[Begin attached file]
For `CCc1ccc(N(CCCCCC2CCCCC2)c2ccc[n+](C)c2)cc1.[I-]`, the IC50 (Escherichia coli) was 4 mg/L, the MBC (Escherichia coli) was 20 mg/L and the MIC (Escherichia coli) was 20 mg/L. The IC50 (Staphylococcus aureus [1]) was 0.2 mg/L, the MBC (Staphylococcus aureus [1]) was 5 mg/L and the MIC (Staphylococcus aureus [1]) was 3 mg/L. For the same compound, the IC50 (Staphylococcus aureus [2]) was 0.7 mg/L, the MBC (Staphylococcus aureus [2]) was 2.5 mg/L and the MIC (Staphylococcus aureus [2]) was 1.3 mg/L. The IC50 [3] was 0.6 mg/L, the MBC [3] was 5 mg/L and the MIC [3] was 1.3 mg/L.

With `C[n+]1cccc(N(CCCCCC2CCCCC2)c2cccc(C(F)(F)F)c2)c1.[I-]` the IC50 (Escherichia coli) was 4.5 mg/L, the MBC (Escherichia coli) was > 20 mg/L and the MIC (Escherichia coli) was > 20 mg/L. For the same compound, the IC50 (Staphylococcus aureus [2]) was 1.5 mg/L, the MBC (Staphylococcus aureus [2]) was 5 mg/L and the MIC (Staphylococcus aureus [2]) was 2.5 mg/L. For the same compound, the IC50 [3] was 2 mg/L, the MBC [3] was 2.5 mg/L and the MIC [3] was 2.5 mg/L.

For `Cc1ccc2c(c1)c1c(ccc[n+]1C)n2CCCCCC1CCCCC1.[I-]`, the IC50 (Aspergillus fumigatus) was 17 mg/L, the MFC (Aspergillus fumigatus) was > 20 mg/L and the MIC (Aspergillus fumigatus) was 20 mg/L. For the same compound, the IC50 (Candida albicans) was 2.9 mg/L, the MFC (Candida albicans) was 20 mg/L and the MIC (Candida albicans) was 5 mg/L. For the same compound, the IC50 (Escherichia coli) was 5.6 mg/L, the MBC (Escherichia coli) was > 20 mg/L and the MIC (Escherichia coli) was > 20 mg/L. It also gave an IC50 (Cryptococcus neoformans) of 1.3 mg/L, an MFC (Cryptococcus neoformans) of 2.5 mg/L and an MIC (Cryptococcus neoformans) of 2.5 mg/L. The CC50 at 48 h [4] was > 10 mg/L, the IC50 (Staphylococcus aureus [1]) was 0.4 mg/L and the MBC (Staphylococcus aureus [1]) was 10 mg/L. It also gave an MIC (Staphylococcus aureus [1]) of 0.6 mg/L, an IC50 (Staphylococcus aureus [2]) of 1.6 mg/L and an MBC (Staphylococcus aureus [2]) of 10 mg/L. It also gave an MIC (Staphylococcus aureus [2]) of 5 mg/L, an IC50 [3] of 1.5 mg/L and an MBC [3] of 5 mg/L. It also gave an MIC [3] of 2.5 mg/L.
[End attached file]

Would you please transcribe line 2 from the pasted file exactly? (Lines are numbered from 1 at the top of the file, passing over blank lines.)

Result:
With `C[n+]1cccc(N(CCCCCC2CCCCC2)c2cccc(C(F)(F)F)c2)c1.[I-]` the IC50 (Escherichia coli) was 4.5 mg/L, the MBC (Escherichia coli) was > 20 mg/L and the MIC (Escherichia coli) was > 20 mg/L. For the same compound, the IC50 (Staphylococcus aureus [2]) was 1.5 mg/L, the MBC (Staphylococcus aureus [2]) was 5 mg/L and the MIC (Staphylococcus aureus [2]) was 2.5 mg/L. For the same compound, the IC50 [3] was 2 mg/L, the MBC [3] was 2.5 mg/L and the MIC [3] was 2.5 mg/L.